Readers of the data exploration in R post will have noticed the use of Python for the extraction of TLD components of malware domain names. The excerpt in question is below:
write.table(str_extract(mdl.df$domain, perl("^[a-zA-Z0-9\\-\\._]+")), file="/tmp/indomains.txt", quote=FALSE, col.names=FALSE, row.names=FALSE) # grab tlds.py from https://gist.github.com/hrbrmstr/8275775 system("tlds.py", ignore.stdout=TRUE) mdl.df$domain <- factor(scan(file="/tmp/outdomains.txt", what=character(), quiet=TRUE))
There is no R equivalent of the
tldextract Python module and often times there’s no good reason to reinvent the wheel in another language, especially if it’s going to be a procedure that is not executed frequently.
I used the
temp file write->script execute->temp file read process in the main post since performance was not a concern and I knew it would work in almost any R setting. However, there is a much better way to marry R and Python in the R package rPython.
rPython setup in R on Linux or Mac OS X, it’s just a matter of doing a standard source install of the R package:
Most R modules work fine with a standard binary installation (i.e. leave off the
type="source"), but you’ll want
rPython to establish bindings to your default Python environment (when I installed the binary version on OS X it defaulted to Python 2.6 when 2.7 was my default install and that caused some module import issues).
Those folks working on Windows systems will need to check out the README for instructions for how to make the package work under Windows.
Here’s what the revised code looks like using
rPython instead of calling out to a schell script:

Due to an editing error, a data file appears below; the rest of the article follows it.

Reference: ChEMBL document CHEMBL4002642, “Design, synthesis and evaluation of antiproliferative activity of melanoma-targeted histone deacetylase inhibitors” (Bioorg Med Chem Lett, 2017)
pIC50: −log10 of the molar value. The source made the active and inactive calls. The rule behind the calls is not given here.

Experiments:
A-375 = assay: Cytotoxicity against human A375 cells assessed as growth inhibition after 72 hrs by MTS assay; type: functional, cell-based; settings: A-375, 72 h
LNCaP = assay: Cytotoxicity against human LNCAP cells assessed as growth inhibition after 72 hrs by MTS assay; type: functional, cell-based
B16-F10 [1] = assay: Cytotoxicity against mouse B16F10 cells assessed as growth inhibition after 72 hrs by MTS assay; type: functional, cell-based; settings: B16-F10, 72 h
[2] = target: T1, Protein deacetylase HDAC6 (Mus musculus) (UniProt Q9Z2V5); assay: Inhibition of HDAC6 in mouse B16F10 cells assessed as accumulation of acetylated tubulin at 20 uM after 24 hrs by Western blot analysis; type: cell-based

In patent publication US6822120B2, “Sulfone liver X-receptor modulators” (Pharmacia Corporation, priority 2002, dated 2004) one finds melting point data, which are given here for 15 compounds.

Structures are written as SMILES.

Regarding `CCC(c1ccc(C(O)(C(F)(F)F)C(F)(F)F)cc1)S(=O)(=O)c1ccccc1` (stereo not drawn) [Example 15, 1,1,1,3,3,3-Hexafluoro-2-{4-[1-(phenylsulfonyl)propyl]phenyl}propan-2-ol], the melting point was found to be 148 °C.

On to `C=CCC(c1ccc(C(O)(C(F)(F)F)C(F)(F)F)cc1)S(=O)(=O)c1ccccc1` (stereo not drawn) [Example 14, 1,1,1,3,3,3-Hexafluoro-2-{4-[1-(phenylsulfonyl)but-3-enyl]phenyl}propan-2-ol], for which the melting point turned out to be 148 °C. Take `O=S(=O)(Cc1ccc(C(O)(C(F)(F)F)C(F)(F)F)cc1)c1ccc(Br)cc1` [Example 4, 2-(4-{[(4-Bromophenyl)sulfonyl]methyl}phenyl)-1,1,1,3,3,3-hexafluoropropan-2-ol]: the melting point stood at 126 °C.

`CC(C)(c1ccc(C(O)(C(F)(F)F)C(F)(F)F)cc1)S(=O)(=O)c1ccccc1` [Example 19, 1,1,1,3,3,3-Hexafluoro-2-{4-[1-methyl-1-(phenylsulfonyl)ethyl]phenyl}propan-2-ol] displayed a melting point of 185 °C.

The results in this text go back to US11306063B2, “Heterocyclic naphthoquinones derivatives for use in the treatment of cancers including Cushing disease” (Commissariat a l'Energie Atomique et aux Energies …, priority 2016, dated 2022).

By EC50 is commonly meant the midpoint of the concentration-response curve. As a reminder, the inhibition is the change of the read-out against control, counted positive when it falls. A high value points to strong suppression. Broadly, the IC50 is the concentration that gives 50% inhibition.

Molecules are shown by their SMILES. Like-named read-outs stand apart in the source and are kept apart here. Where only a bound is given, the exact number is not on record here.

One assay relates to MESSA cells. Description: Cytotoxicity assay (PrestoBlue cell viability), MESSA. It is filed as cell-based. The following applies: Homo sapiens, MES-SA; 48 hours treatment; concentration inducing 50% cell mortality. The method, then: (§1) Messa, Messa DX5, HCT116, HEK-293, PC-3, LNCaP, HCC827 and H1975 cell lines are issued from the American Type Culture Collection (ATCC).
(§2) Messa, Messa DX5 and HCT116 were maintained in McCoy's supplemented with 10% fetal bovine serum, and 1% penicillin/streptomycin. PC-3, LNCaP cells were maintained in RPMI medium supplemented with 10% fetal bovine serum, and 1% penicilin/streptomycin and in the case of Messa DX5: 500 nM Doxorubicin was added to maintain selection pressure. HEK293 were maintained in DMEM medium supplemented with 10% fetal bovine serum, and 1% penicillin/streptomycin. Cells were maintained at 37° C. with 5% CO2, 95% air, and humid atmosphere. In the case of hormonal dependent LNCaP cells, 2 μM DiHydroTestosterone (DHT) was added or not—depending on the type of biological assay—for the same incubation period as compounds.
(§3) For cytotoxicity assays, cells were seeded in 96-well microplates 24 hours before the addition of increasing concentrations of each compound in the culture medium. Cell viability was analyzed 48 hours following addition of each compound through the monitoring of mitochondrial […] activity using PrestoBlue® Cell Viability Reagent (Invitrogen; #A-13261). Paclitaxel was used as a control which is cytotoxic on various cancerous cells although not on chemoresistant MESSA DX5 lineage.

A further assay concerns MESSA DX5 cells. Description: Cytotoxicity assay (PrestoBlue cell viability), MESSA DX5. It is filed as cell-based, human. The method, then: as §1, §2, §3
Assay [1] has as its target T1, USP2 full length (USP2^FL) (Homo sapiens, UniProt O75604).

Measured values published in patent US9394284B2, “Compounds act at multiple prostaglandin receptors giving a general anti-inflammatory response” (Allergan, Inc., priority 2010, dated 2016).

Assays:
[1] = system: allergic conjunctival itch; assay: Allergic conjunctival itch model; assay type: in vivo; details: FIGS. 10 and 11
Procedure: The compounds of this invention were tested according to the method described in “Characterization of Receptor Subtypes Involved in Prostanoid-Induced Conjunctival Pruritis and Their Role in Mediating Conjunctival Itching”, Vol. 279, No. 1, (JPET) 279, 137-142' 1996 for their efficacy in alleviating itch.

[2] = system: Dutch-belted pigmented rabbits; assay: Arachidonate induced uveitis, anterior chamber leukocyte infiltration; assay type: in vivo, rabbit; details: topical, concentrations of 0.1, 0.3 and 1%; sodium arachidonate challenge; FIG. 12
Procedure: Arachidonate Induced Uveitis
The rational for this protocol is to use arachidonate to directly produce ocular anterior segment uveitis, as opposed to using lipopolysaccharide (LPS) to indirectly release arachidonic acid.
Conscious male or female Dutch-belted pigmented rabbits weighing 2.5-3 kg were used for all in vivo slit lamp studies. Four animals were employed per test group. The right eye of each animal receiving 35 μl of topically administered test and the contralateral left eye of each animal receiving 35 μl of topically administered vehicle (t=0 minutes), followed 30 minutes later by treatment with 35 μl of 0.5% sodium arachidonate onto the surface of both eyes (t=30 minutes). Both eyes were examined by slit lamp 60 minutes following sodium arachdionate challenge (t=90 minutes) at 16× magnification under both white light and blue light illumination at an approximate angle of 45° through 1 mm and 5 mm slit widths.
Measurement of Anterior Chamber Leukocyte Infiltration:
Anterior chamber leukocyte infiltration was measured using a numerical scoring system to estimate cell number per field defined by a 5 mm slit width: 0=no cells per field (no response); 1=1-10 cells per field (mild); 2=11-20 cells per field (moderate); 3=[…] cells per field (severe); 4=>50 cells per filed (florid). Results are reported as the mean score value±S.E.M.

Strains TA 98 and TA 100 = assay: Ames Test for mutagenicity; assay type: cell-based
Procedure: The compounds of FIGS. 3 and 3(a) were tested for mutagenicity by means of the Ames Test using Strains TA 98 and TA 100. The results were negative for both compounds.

library(rPython) python.exec("import tldextract") python.assign("hosts", mdl.df$domain) python.exec("tlds = ['.'.join(tldextract.extract(host.rstrip())[-2 : ]) for host in hosts]") tlds <- factor(python.get("tlds"))
rPython we are able to pass R variables to Python and read Python data structures back into R pretty seamlessly. Unlike many hybrid language binding approaches,
rPython converts all data to JSON structures for the exchange between environments. While this approach does not provide direct variable memory access between environemnts, it does optimize compatibility.
As this relatively simplistic example shows, you can execute almost any bit of Python code and use nearly every Python module without having to resort to file-based data exchange methods.
Python has a similar rpy2 module for going in the reverse direction (i.e. calling R code from Python) and pandas has some special helper functions for easy transport between pandas objects and R objects.
Data science isn’t about sticking with one tool, it’s about answering questions and solving problems. If you can save time by using a critical piece of functionality from another language in a hybrid solution like
rPy2 there is really no reason not to. There may be cases where performance or production stability concerns make it necessary to stay within one language and replicate functionality from another, but those instances will more likely be the exception vs the rule.